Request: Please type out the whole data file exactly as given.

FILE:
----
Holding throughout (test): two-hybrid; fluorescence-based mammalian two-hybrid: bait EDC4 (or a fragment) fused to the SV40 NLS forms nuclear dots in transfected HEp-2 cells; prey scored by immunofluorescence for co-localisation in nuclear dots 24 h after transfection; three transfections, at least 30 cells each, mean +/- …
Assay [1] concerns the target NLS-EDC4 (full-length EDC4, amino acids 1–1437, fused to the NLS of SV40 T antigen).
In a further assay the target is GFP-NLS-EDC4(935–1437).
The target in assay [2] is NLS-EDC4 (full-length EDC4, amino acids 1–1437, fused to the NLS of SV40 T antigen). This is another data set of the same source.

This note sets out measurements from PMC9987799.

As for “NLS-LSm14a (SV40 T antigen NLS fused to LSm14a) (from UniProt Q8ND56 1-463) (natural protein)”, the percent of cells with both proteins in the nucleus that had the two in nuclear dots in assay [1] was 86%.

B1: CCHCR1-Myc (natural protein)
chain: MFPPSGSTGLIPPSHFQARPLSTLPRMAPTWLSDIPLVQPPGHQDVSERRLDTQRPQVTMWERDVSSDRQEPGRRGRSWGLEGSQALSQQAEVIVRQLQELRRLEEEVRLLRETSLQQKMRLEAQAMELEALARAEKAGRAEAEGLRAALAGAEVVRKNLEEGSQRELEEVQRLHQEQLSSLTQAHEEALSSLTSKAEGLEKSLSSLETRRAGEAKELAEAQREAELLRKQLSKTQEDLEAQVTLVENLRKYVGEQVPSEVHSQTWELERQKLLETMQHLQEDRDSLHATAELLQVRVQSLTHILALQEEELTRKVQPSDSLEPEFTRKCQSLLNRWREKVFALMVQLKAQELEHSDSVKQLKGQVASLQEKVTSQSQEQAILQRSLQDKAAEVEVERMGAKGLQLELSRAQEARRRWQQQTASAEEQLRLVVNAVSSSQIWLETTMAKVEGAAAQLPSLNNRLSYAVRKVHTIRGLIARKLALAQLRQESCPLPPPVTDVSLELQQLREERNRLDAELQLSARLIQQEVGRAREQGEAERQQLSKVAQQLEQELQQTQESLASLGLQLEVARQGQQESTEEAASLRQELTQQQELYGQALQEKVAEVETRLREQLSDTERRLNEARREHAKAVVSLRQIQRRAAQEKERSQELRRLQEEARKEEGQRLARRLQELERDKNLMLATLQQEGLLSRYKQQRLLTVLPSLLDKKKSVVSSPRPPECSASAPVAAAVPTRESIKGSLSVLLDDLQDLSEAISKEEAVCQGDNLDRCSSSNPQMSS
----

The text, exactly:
Holding throughout (test): two-hybrid; fluorescence-based mammalian two-hybrid: bait EDC4 (or a fragment) fused to the SV40 NLS forms nuclear dots in transfected HEp-2 cells; prey scored by immunofluorescence for co-localisation in nuclear dots 24 h after transfection; three transfections, at least 30 cells each, mean +/- …
Assay [1] concerns the target NLS-EDC4 (full-length EDC4, amino acids 1–1437, fused to the NLS of SV40 T antigen).
In a further assay the target is GFP-NLS-EDC4(935–1437).
The target in assay [2] is NLS-EDC4 (full-length EDC4, amino acids 1–1437, fused to the NLS of SV40 T antigen). This is another data set of the same source.

This note sets out measurements from PMC9987799.

As for “NLS-LSm14a (SV40 T antigen NLS fused to LSm14a) (from UniProt Q8ND56 1-463) (natural protein)”, the percent of cells with both proteins in the nucleus that had the two in nuclear dots in assay [1] was 86%.

B1: CCHCR1-Myc (natural protein)
chain: MFPPSGSTGLIPPSHFQARPLSTLPRMAPTWLSDIPLVQPPGHQDVSERRLDTQRPQVTMWERDVSSDRQEPGRRGRSWGLEGSQALSQQAEVIVRQLQELRRLEEEVRLLRETSLQQKMRLEAQAMELEALARAEKAGRAEAEGLRAALAGAEVVRKNLEEGSQRELEEVQRLHQEQLSSLTQAHEEALSSLTSKAEGLEKSLSSLETRRAGEAKELAEAQREAELLRKQLSKTQEDLEAQVTLVENLRKYVGEQVPSEVHSQTWELERQKLLETMQHLQEDRDSLHATAELLQVRVQSLTHILALQEEELTRKVQPSDSLEPEFTRKCQSLLNRWREKVFALMVQLKAQELEHSDSVKQLKGQVASLQEKVTSQSQEQAILQRSLQDKAAEVEVERMGAKGLQLELSRAQEARRRWQQQTASAEEQLRLVVNAVSSSQIWLETTMAKVEGAAAQLPSLNNRLSYAVRKVHTIRGLIARKLALAQLRQESCPLPPPVTDVSLELQQLREERNRLDAELQLSARLIQQEVGRAREQGEAERQQLSKVAQQLEQELQQTQESLASLGLQLEVARQGQQESTEEAASLRQELTQQQELYGQALQEKVAEVETRLREQLSDTERRLNEARREHAKAVVSLRQIQRRAAQEKERSQELRRLQEEARKEEGQRLARRLQELERDKNLMLATLQQEGLLSRYKQQRLLTVLPSLLDKKKSVVSSPRPPECSASAPVAAAVPTRESIKGSLSVLLDDLQDLSEAISKEEAVCQGDNLDRCSSSNPQMSS